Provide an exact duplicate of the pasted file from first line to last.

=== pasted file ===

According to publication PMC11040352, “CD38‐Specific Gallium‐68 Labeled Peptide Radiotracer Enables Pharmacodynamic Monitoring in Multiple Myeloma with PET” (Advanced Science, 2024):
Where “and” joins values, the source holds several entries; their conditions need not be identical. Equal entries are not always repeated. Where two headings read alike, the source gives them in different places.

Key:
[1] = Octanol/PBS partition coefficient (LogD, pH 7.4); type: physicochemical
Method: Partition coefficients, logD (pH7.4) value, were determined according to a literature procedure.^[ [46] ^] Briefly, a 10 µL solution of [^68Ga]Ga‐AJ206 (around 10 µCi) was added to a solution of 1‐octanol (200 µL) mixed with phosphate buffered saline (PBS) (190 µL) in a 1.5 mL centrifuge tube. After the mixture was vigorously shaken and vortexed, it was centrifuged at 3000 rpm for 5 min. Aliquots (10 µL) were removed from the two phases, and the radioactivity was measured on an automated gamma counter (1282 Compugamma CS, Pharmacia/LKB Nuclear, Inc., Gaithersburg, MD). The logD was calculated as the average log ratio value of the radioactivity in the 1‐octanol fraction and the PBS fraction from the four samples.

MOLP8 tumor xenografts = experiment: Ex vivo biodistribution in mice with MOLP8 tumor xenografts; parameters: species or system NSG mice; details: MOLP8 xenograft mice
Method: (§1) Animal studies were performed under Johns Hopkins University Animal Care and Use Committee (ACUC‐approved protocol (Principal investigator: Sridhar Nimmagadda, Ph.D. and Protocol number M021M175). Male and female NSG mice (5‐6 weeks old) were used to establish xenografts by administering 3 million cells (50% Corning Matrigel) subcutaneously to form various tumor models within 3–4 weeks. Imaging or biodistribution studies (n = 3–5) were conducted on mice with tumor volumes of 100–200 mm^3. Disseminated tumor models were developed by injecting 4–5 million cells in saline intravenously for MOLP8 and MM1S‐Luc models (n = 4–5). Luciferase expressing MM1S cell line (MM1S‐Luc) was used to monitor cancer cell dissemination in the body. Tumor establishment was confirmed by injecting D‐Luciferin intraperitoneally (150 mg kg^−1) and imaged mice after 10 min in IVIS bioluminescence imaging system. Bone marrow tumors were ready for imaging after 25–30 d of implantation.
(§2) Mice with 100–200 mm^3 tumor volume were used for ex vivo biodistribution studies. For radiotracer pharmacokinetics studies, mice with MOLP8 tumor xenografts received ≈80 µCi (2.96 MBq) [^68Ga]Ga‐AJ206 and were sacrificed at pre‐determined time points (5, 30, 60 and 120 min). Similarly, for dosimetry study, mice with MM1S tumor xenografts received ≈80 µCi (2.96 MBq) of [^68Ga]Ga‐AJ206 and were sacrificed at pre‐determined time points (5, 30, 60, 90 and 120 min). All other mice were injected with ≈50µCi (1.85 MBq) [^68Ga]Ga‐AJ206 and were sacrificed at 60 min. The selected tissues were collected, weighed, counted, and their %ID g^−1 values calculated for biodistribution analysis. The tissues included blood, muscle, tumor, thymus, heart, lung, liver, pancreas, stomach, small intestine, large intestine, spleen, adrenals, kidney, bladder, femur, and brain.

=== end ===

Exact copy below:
According to publication PMC11040352, “CD38‐Specific Gallium‐68 Labeled Peptide Radiotracer Enables Pharmacodynamic Monitoring in Multiple Myeloma with PET” (Advanced Science, 2024):
Where “and” joins values, the source holds several entries; their conditions need not be identical. Equal entries are not always repeated. Where two headings read alike, the source gives them in different places.

Key:
[1] = Octanol/PBS partition coefficient (LogD, pH 7.4); type: physicochemical
Method: Partition coefficients, logD (pH7.4) value, were determined according to a literature procedure.^[ [46] ^] Briefly, a 10 µL solution of [^68Ga]Ga‐AJ206 (around 10 µCi) was added to a solution of 1‐octanol (200 µL) mixed with phosphate buffered saline (PBS) (190 µL) in a 1.5 mL centrifuge tube. After the mixture was vigorously shaken and vortexed, it was centrifuged at 3000 rpm for 5 min. Aliquots (10 µL) were removed from the two phases, and the radioactivity was measured on an automated gamma counter (1282 Compugamma CS, Pharmacia/LKB Nuclear, Inc., Gaithersburg, MD). The logD was calculated as the average log ratio value of the radioactivity in the 1‐octanol fraction and the PBS fraction from the four samples.

MOLP8 tumor xenografts = experiment: Ex vivo biodistribution in mice with MOLP8 tumor xenografts; parameters: species or system NSG mice; details: MOLP8 xenograft mice
Method: (§1) Animal studies were performed under Johns Hopkins University Animal Care and Use Committee (ACUC‐approved protocol (Principal investigator: Sridhar Nimmagadda, Ph.D. and Protocol number M021M175). Male and female NSG mice (5‐6 weeks old) were used to establish xenografts by administering 3 million cells (50% Corning Matrigel) subcutaneously to form various tumor models within 3–4 weeks. Imaging or biodistribution studies (n = 3–5) were conducted on mice with tumor volumes of 100–200 mm^3. Disseminated tumor models were developed by injecting 4–5 million cells in saline intravenously for MOLP8 and MM1S‐Luc models (n = 4–5). Luciferase expressing MM1S cell line (MM1S‐Luc) was used to monitor cancer cell dissemination in the body. Tumor establishment was confirmed by injecting D‐Luciferin intraperitoneally (150 mg kg^−1) and imaged mice after 10 min in IVIS bioluminescence imaging system. Bone marrow tumors were ready for imaging after 25–30 d of implantation.
(§2) Mice with 100–200 mm^3 tumor volume were used for ex vivo biodistribution studies. For radiotracer pharmacokinetics studies, mice with MOLP8 tumor xenografts received ≈80 µCi (2.96 MBq) [^68Ga]Ga‐AJ206 and were sacrificed at pre‐determined time points (5, 30, 60 and 120 min). Similarly, for dosimetry study, mice with MM1S tumor xenografts received ≈80 µCi (2.96 MBq) of [^68Ga]Ga‐AJ206 and were sacrificed at pre‐determined time points (5, 30, 60, 90 and 120 min). All other mice were injected with ≈50µCi (1.85 MBq) [^68Ga]Ga‐AJ206 and were sacrificed at 60 min. The selected tissues were collected, weighed, counted, and their %ID g^−1 values calculated for biodistribution analysis. The tissues included blood, muscle, tumor, thymus, heart, lung, liver, pancreas, stomach, small intestine, large intestine, spleen, adrenals, kidney, bladder, femur, and brain.